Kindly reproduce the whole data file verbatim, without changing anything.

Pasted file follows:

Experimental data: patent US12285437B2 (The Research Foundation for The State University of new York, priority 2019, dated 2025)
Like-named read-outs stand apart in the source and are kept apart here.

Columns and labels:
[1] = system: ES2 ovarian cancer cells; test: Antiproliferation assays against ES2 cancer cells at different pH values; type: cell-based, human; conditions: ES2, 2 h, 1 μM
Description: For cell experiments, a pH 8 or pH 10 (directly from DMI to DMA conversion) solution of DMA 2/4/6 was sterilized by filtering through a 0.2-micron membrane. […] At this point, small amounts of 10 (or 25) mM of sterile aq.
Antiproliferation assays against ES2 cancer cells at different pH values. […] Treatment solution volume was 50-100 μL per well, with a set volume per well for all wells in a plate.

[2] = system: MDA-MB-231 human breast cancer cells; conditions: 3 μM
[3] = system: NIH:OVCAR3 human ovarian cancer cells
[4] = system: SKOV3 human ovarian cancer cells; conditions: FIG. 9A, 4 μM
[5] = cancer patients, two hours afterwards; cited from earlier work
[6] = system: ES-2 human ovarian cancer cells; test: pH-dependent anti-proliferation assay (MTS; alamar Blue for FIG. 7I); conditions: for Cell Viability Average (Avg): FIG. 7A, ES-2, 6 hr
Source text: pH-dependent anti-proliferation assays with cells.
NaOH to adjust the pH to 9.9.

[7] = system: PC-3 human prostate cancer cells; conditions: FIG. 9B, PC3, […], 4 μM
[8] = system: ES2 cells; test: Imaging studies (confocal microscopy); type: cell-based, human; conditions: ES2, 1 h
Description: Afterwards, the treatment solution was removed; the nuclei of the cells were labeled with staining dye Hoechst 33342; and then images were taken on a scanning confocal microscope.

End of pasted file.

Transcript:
Experimental data: patent US12285437B2 (The Research Foundation for The State University of new York, priority 2019, dated 2025)
Like-named read-outs stand apart in the source and are kept apart here.

Columns and labels:
[1] = system: ES2 ovarian cancer cells; test: Antiproliferation assays against ES2 cancer cells at different pH values; type: cell-based, human; conditions: ES2, 2 h, 1 μM
Description: For cell experiments, a pH 8 or pH 10 (directly from DMI to DMA conversion) solution of DMA 2/4/6 was sterilized by filtering through a 0.2-micron membrane. […] At this point, small amounts of 10 (or 25) mM of sterile aq.
Antiproliferation assays against ES2 cancer cells at different pH values. […] Treatment solution volume was 50-100 μL per well, with a set volume per well for all wells in a plate.

[2] = system: MDA-MB-231 human breast cancer cells; conditions: 3 μM
[3] = system: NIH:OVCAR3 human ovarian cancer cells
[4] = system: SKOV3 human ovarian cancer cells; conditions: FIG. 9A, 4 μM
[5] = cancer patients, two hours afterwards; cited from earlier work
[6] = system: ES-2 human ovarian cancer cells; test: pH-dependent anti-proliferation assay (MTS; alamar Blue for FIG. 7I); conditions: for Cell Viability Average (Avg): FIG. 7A, ES-2, 6 hr
Source text: pH-dependent anti-proliferation assays with cells.
NaOH to adjust the pH to 9.9.

[7] = system: PC-3 human prostate cancer cells; conditions: FIG. 9B, PC3, […], 4 μM
[8] = system: ES2 cells; test: Imaging studies (confocal microscopy); type: cell-based, human; conditions: ES2, 1 h
Description: Afterwards, the treatment solution was removed; the nuclei of the cells were labeled with staining dye Hoechst 33342; and then images were taken on a scanning confocal microscope.